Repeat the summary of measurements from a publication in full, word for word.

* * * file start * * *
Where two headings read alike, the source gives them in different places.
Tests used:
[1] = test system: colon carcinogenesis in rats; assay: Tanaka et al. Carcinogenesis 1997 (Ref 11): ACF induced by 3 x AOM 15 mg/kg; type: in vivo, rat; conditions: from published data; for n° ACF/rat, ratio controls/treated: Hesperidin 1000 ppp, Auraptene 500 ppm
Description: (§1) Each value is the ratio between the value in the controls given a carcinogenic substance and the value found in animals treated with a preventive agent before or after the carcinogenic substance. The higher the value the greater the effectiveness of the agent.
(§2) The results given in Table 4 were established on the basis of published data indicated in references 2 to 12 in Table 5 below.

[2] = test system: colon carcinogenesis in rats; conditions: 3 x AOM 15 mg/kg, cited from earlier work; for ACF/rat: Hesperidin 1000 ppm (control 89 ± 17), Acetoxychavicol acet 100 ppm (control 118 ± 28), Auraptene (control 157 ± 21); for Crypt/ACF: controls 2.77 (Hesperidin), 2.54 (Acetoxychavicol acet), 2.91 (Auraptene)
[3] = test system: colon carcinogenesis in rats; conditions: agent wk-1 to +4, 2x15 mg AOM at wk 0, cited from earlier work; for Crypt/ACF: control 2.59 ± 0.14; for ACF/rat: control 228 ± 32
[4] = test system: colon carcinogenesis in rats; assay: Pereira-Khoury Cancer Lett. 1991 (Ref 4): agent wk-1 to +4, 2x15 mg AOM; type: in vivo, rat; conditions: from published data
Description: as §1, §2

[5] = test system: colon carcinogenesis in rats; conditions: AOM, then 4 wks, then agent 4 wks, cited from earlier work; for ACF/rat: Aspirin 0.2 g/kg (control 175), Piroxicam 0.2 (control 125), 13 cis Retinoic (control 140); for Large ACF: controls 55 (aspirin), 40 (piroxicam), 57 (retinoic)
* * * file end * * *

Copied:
Where two headings read alike, the source gives them in different places.
Tests used:
[1] = test system: colon carcinogenesis in rats; assay: Tanaka et al. Carcinogenesis 1997 (Ref 11): ACF induced by 3 x AOM 15 mg/kg; type: in vivo, rat; conditions: from published data; for n° ACF/rat, ratio controls/treated: Hesperidin 1000 ppp, Auraptene 500 ppm
Description: (§1) Each value is the ratio between the value in the controls given a carcinogenic substance and the value found in animals treated with a preventive agent before or after the carcinogenic substance. The higher the value the greater the effectiveness of the agent.
(§2) The results given in Table 4 were established on the basis of published data indicated in references 2 to 12 in Table 5 below.

[2] = test system: colon carcinogenesis in rats; conditions: 3 x AOM 15 mg/kg, cited from earlier work; for ACF/rat: Hesperidin 1000 ppm (control 89 ± 17), Acetoxychavicol acet 100 ppm (control 118 ± 28), Auraptene (control 157 ± 21); for Crypt/ACF: controls 2.77 (Hesperidin), 2.54 (Acetoxychavicol acet), 2.91 (Auraptene)
[3] = test system: colon carcinogenesis in rats; conditions: agent wk-1 to +4, 2x15 mg AOM at wk 0, cited from earlier work; for Crypt/ACF: control 2.59 ± 0.14; for ACF/rat: control 228 ± 32
[4] = test system: colon carcinogenesis in rats; assay: Pereira-Khoury Cancer Lett. 1991 (Ref 4): agent wk-1 to +4, 2x15 mg AOM; type: in vivo, rat; conditions: from published data
Description: as §1, §2

[5] = test system: colon carcinogenesis in rats; conditions: AOM, then 4 wks, then agent 4 wks, cited from earlier work; for ACF/rat: Aspirin 0.2 g/kg (control 175), Piroxicam 0.2 (control 125), 13 cis Retinoic (control 140); for Large ACF: controls 55 (aspirin), 40 (piroxicam), 57 (retinoic)